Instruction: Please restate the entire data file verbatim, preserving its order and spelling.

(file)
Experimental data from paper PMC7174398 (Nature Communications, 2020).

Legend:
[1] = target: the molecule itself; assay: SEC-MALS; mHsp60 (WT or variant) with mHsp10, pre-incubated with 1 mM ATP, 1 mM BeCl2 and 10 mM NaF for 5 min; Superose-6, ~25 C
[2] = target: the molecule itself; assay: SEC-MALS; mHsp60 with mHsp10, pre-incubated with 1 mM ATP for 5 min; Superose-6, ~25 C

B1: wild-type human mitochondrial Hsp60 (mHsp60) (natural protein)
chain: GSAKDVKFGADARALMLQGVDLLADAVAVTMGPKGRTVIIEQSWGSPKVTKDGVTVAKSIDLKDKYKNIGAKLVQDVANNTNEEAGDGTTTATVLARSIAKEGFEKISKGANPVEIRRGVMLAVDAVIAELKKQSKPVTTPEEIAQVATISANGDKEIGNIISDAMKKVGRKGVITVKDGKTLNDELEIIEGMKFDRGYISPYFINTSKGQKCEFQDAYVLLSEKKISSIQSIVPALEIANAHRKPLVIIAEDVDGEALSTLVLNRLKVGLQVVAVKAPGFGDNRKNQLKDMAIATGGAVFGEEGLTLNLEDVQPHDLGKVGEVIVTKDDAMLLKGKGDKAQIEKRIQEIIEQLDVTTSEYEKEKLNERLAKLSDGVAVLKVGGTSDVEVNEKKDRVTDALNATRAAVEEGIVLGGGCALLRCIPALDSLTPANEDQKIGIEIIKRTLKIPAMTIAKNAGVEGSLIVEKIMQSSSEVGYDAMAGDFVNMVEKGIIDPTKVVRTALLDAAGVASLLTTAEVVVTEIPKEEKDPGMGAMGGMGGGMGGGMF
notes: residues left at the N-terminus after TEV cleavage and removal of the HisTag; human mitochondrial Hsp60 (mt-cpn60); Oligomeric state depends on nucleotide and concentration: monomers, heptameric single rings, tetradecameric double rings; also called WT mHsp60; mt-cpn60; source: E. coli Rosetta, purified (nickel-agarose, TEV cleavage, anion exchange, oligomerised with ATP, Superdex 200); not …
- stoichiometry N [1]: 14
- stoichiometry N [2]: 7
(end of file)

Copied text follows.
Experimental data from paper PMC7174398 (Nature Communications, 2020).

Legend:
[1] = target: the molecule itself; assay: SEC-MALS; mHsp60 (WT or variant) with mHsp10, pre-incubated with 1 mM ATP, 1 mM BeCl2 and 10 mM NaF for 5 min; Superose-6, ~25 C
[2] = target: the molecule itself; assay: SEC-MALS; mHsp60 with mHsp10, pre-incubated with 1 mM ATP for 5 min; Superose-6, ~25 C

B1: wild-type human mitochondrial Hsp60 (mHsp60) (natural protein)
chain: GSAKDVKFGADARALMLQGVDLLADAVAVTMGPKGRTVIIEQSWGSPKVTKDGVTVAKSIDLKDKYKNIGAKLVQDVANNTNEEAGDGTTTATVLARSIAKEGFEKISKGANPVEIRRGVMLAVDAVIAELKKQSKPVTTPEEIAQVATISANGDKEIGNIISDAMKKVGRKGVITVKDGKTLNDELEIIEGMKFDRGYISPYFINTSKGQKCEFQDAYVLLSEKKISSIQSIVPALEIANAHRKPLVIIAEDVDGEALSTLVLNRLKVGLQVVAVKAPGFGDNRKNQLKDMAIATGGAVFGEEGLTLNLEDVQPHDLGKVGEVIVTKDDAMLLKGKGDKAQIEKRIQEIIEQLDVTTSEYEKEKLNERLAKLSDGVAVLKVGGTSDVEVNEKKDRVTDALNATRAAVEEGIVLGGGCALLRCIPALDSLTPANEDQKIGIEIIKRTLKIPAMTIAKNAGVEGSLIVEKIMQSSSEVGYDAMAGDFVNMVEKGIIDPTKVVRTALLDAAGVASLLTTAEVVVTEIPKEEKDPGMGAMGGMGGGMGGGMF
notes: residues left at the N-terminus after TEV cleavage and removal of the HisTag; human mitochondrial Hsp60 (mt-cpn60); Oligomeric state depends on nucleotide and concentration: monomers, heptameric single rings, tetradecameric double rings; also called WT mHsp60; mt-cpn60; source: E. coli Rosetta, purified (nickel-agarose, TEV cleavage, anion exchange, oligomerised with ATP, Superdex 200); not …
- stoichiometry N [1]: 14
- stoichiometry N [2]: 7